Deaths and the rise in new cases, which had been declining on a moving average basis, have recently risen. The easing of restrictions on business and social gatherings, meanwhile, has led to concerns about a possible wave of new infections. Such fears were heightened late last month as Americans flocked to beaches and lakes to celebrate the Memorial Day long weekend.
Two weeks of protests across the nation over the death of George Floyd, an African-American man who died in police custody in Minneapolis, have added even more uncertainty in major cities, including some that seemingly had the virus under control.
For the Fed, how to make sense of it all has become an impressionistic test, with policymakers looking at the same set of information and seeing different trajectories.
Asked about the scenes of Memorial Day revelers at one Missouri lake resort, St. Louis Fed President James Bullard said he thought the risk of a second large wave of infections was low because of an expected quick response by health authorities.
“This is not occurring in a vacuum,” he told journalists on the Wednesday after the holiday weekend.
That same day, Atlanta Fed President Raphael Bostic said he was paying particular heed “to congregations happening in ways that … will potentially lead to a second wave that induces another shutdown. If that happens I think there are significant concerns” about the economic recovery.
CLARITY SLOW IN COMING
The economic projections released on Wednesday will offer a key insight into how Fed officials see the pandemic’s trajectory and whether they think the economy has hit bottom.
The Fed has not tried to establish its own central system for monitoring or recreating health data, but pulled extensively from the publicly available information, consultations with outside experts, and a massive amount of background reading.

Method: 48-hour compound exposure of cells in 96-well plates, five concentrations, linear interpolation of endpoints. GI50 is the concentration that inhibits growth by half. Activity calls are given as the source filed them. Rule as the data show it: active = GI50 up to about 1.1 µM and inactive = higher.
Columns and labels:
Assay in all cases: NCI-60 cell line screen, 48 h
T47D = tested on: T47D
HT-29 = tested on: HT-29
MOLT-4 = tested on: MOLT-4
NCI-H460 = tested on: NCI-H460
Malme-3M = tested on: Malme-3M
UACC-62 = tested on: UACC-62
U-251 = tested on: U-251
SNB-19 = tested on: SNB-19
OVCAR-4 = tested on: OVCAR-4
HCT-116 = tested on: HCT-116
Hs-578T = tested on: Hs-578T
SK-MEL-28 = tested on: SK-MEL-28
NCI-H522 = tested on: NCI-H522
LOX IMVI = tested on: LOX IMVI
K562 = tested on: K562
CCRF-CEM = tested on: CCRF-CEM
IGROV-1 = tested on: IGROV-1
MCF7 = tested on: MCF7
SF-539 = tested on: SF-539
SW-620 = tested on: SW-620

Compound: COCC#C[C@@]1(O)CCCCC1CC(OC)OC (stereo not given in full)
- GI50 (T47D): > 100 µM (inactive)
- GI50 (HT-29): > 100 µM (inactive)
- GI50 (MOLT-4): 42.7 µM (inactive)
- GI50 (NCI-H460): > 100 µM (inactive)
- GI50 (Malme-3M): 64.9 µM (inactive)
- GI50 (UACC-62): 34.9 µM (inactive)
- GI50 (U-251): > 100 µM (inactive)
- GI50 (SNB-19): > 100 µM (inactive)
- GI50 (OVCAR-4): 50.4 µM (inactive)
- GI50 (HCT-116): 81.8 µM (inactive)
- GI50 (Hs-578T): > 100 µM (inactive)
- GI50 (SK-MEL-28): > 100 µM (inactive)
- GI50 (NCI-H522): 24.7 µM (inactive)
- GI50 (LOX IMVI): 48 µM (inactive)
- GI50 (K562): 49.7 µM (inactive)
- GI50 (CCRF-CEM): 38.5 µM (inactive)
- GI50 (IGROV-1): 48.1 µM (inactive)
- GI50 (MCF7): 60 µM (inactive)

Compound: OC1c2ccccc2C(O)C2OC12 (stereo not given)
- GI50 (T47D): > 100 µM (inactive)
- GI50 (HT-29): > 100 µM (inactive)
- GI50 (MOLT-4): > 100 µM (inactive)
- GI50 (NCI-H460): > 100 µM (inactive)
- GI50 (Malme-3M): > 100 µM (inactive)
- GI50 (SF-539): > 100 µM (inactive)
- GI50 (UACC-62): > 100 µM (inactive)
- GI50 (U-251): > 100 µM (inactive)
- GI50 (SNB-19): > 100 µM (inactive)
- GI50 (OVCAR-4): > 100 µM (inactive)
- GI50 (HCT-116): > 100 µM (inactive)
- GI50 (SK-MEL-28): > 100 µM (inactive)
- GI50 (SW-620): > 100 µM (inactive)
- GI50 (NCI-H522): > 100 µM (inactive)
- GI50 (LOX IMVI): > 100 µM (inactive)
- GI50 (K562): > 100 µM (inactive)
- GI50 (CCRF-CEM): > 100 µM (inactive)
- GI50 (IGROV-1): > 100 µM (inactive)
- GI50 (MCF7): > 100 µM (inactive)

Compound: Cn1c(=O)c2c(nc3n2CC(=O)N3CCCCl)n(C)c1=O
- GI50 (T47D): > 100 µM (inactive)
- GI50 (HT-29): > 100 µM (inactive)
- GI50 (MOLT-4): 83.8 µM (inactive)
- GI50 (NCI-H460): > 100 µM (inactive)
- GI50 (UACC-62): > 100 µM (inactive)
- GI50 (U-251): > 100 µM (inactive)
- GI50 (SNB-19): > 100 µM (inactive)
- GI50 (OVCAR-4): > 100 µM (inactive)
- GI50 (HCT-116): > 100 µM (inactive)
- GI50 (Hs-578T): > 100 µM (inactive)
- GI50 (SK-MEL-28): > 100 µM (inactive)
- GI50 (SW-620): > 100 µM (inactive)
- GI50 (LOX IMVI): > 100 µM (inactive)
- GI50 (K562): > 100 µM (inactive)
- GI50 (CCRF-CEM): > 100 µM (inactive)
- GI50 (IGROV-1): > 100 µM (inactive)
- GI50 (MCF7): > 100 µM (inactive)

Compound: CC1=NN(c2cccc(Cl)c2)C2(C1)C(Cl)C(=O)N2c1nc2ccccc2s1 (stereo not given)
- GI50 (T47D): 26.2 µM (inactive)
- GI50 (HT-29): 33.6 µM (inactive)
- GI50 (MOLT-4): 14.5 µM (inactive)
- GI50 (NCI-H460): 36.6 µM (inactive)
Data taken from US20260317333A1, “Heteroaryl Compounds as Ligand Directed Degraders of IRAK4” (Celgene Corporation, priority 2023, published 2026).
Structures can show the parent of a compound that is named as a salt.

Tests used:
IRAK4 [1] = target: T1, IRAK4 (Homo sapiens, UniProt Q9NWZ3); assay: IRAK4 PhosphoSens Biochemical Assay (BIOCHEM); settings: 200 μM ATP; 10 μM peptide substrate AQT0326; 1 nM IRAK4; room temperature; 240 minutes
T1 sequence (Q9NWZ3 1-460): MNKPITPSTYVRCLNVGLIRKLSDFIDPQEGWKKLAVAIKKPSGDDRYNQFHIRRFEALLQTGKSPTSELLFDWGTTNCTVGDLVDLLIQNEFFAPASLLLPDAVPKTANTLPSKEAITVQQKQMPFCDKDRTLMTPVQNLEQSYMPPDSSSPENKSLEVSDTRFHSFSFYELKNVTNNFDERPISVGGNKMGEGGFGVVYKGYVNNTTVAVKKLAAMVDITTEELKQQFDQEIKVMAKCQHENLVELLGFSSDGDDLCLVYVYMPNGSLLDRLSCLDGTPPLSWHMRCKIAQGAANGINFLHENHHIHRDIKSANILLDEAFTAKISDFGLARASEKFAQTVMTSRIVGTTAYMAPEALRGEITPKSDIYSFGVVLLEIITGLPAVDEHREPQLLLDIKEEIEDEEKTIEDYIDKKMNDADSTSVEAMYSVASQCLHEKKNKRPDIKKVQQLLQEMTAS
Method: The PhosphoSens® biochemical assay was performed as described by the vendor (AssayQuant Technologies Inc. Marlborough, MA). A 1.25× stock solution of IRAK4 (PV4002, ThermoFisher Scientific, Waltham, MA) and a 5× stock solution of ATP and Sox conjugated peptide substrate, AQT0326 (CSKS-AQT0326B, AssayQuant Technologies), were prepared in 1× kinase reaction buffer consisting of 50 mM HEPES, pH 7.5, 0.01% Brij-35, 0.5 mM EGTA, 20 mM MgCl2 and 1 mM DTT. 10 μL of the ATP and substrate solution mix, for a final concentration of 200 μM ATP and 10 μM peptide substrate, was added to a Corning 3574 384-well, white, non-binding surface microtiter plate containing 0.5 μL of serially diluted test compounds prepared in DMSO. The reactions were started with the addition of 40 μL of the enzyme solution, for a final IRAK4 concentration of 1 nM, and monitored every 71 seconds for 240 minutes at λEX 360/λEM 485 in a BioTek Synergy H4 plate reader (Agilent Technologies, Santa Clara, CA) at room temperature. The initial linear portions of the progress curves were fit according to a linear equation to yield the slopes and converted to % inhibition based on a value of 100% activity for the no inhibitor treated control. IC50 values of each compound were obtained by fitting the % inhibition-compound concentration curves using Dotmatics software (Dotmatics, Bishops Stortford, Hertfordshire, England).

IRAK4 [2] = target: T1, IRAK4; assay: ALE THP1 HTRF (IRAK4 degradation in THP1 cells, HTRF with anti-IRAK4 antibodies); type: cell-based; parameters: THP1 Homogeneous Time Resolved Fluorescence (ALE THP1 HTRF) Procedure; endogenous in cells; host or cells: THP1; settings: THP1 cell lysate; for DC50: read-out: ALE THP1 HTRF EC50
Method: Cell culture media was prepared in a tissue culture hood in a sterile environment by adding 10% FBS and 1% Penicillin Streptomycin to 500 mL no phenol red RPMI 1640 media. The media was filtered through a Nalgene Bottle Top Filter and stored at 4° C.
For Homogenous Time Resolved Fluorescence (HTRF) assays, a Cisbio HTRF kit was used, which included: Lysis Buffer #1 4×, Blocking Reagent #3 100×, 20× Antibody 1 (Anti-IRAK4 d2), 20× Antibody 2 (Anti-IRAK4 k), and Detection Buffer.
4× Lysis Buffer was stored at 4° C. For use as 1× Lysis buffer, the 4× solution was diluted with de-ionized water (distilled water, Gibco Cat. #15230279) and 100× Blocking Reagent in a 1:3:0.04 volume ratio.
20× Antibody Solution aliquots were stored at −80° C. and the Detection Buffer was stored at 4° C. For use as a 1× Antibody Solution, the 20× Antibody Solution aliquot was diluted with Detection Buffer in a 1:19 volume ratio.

“We are not experts on epidemiology, the spread of pandemics or anything like that,” Powell said in an online event in late May. “We talk to experts, and the main answer they give you is things are highly uncertain.”
Even experts are struggling over measuring the fight against the pandemic with testing levels still insufficient to fully describe how the health crisis is evolving.
In a recent paper, Jeffrey Harris, a physician and economics professor at the Massachusetts Institute of Technology, noted the main methods for tracking progress against the virus had all failed in one jurisdiction or another.
“We will have more than a few problems trying to determine whether various state governments’ efforts to rekindle economic and social activity have been working or failing,” Harris wrote. “Imagine trying to bring a plane to a soft landing when you don’t really know its altitude or velocity.”
The pace for lifting restrictions isn’t up to the Fed, and policymakers say the strength of a recovery will depend on whether people feel safe again in stores and offices.
A second wave of infections could wreck that process.
The Fed may not know for sure if it’s coming, but Powell said late last month that it would respond if it does.
“There is clearly a risk of a second outbreak, and that would be challenging,” Powell said. “We, of course, would continue to react … We are not close to any limits.”
Reporting by Howard Schneider; Editing by Dan Burns and Paul Simao